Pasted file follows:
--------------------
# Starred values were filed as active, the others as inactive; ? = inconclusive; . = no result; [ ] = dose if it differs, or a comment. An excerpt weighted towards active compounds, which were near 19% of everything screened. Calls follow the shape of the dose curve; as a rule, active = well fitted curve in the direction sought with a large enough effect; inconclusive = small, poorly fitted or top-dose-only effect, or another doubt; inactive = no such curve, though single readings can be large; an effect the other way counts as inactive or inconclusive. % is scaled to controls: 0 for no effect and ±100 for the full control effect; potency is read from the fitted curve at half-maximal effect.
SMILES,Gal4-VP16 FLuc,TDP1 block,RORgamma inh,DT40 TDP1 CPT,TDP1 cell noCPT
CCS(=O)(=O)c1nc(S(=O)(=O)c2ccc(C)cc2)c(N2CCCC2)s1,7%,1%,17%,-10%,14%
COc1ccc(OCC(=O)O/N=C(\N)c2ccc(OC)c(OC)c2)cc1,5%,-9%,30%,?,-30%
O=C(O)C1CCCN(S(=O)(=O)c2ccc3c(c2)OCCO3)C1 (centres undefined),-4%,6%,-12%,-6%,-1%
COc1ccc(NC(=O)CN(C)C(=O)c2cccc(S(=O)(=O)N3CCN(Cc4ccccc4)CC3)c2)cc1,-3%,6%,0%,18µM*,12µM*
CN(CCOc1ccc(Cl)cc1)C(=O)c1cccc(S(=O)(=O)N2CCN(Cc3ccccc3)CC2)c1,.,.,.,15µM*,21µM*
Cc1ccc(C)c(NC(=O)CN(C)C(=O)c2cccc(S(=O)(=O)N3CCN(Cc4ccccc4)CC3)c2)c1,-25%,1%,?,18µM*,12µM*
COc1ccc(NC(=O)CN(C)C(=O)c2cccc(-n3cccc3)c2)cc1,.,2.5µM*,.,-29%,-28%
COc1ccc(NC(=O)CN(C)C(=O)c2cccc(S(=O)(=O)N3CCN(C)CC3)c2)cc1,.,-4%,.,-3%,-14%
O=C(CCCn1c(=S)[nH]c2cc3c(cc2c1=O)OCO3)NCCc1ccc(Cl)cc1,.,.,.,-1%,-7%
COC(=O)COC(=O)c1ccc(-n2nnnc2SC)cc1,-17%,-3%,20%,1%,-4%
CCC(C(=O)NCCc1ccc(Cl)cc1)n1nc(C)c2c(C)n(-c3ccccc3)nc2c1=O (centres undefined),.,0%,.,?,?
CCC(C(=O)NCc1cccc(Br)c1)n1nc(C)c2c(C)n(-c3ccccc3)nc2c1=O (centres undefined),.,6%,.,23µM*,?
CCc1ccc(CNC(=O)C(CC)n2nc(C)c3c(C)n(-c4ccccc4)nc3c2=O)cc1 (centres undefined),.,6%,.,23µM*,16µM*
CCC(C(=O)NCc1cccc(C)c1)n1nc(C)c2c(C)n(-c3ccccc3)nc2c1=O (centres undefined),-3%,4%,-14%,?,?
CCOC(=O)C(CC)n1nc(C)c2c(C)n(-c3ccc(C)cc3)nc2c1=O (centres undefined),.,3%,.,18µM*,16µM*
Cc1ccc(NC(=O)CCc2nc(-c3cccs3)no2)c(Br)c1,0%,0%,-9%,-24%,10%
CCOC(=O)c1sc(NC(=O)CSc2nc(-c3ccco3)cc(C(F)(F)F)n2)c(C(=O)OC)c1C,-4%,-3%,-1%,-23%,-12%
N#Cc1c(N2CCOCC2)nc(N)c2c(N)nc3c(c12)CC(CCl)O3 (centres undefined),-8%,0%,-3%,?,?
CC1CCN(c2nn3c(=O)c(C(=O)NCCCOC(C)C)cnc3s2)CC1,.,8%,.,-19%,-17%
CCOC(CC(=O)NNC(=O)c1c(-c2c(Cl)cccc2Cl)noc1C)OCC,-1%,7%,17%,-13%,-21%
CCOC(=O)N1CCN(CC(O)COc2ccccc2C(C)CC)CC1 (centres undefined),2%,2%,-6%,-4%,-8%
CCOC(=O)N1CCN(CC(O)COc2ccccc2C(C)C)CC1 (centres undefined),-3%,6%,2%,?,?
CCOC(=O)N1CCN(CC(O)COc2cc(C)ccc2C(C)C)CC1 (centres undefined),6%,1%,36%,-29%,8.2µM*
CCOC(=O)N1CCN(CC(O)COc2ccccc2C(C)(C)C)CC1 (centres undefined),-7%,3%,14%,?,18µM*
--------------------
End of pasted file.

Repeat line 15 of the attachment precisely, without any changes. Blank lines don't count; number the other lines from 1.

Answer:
CCc1ccc(CNC(=O)C(CC)n2nc(C)c3c(C)n(-c4ccccc4)nc3c2=O)cc1 (centres undefined),.,6%,.,23µM*,16µM*